I stand, approach, and pull the chair out for her, as any gentleman should. She smiles, tips a gracious nod to me, and slips daintily into it.
“Do you prefer names, or numbers?” she asks.
“Names,” I say, easing back into my chair. I toss the letter to the table between us and retrieve my lighter. With a casual snap of the wrist, the top opens, the flint crunches, and a brief shower of sparks coaxes the oil-wet wick to life. I touch it to the corner of the paper, which furls in on itself in a flash of orange and a puff of smoke. “Mine’s Arthur.”
“Jane,” she says. “Jane Doe.”
“I find that hard to believe.”
“I’d believe you, if you said yours was John Smith.”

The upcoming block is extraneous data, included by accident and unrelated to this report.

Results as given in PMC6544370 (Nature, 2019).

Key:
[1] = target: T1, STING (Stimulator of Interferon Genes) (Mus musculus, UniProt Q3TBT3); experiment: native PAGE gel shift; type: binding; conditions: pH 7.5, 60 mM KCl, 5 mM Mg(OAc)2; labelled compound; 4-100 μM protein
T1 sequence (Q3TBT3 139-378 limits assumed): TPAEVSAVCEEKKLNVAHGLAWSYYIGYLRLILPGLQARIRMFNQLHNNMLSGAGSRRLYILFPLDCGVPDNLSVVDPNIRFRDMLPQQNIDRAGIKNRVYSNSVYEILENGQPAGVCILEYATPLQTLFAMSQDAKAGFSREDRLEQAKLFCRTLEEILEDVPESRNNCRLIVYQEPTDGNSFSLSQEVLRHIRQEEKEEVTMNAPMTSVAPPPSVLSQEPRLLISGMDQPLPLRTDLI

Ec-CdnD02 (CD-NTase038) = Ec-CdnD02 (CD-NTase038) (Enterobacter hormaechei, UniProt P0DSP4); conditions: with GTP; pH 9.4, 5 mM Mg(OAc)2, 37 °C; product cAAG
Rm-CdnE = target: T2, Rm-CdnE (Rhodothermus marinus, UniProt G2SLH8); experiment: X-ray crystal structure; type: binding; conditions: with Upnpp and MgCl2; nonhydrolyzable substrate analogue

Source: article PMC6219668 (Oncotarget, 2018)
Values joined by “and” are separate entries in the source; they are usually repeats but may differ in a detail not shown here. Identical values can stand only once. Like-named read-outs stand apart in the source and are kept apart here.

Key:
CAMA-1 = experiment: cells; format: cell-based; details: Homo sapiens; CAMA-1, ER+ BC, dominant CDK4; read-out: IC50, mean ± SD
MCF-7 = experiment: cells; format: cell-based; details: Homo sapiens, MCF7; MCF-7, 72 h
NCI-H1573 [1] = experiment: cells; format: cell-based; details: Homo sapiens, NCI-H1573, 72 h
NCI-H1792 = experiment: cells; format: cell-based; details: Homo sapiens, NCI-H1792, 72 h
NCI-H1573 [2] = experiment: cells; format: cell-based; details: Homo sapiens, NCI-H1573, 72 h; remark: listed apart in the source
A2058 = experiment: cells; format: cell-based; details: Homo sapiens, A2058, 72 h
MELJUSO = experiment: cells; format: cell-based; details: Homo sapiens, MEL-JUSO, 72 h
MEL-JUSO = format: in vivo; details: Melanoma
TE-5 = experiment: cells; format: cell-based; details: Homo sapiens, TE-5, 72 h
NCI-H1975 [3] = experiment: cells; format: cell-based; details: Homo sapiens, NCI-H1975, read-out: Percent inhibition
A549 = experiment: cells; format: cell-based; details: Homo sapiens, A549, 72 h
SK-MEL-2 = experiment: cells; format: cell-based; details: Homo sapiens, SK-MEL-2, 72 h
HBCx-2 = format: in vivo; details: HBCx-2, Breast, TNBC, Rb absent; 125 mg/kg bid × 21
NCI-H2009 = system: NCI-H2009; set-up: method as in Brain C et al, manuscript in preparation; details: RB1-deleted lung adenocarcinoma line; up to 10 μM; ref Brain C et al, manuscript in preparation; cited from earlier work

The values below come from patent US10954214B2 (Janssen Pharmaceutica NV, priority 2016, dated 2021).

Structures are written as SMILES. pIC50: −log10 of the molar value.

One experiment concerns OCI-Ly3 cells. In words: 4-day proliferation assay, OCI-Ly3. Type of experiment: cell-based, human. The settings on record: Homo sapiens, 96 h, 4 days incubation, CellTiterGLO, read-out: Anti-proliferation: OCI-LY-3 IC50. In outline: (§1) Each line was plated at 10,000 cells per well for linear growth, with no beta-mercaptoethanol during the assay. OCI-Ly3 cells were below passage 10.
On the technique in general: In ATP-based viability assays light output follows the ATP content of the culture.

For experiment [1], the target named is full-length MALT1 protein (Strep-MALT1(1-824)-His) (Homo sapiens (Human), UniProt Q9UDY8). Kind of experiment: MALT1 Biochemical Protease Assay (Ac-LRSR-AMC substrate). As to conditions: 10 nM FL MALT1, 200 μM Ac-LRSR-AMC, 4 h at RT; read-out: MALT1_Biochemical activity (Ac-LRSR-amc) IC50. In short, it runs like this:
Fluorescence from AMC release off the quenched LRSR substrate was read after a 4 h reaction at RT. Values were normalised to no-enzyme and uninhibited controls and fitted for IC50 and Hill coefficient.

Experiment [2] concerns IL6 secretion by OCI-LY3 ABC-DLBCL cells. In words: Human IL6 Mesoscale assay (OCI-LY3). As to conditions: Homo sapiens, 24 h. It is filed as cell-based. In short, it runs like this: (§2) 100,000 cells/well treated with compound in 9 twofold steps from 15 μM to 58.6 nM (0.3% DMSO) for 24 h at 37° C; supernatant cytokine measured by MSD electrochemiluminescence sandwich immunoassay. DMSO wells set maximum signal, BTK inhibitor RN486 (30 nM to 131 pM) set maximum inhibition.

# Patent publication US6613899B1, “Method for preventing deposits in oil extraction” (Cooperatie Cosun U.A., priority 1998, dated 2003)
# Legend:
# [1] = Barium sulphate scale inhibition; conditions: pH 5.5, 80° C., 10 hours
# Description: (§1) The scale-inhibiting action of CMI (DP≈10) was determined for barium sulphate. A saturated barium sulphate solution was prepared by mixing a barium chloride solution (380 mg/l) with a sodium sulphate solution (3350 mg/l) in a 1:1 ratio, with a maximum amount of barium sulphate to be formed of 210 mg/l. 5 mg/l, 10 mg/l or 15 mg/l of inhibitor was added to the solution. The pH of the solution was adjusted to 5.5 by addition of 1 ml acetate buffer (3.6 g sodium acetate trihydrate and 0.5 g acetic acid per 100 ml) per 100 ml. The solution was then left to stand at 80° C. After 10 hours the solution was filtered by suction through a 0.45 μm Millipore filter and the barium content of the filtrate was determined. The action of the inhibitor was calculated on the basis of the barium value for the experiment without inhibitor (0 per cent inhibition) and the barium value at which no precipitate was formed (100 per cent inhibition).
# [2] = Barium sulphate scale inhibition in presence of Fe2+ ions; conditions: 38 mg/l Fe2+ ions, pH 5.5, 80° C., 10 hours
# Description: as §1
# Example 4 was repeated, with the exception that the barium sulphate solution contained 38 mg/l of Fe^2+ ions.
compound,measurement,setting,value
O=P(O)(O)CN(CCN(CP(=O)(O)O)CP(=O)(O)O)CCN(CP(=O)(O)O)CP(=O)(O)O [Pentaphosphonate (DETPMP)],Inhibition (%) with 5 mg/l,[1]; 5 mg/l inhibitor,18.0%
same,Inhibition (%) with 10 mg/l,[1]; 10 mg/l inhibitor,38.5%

She rests her elbows on the table, braids her fingers together, and props her narrow chin on her knuckles. Jane says, “Because it doesn’t really matter, with how this is going to end.”
“Purely for the sake of curiosity, what’s your number?”
Wet behind the ears, then. Our numbers demarcate generations. Individuals with skill sets as specialized as ours are relatively rare, and only one hundred are active at any given time. Once the one-hundred-and-first is ready to graduate to the field, number one hundred has to go. Sometimes peaceably, sometimes violently. It’s likely she’s already killed one of the most seasoned agents our bureau has at its disposal merely as a rite of passage. Absently, I wonder what protocol he broke to have this puppy set after him, rather than be given a quiet retirement somewhere remote and uninteresting.
She asks, “Yours?”
“Eighty-three,” I answer. “Though we both know you were aware of that before you walked through the door.”
“You’ll forgive a girl for preserving a bit of ceremony,” she shrugs. “You believe in it, don’t you? The rituals that bring a little tact into the equation?”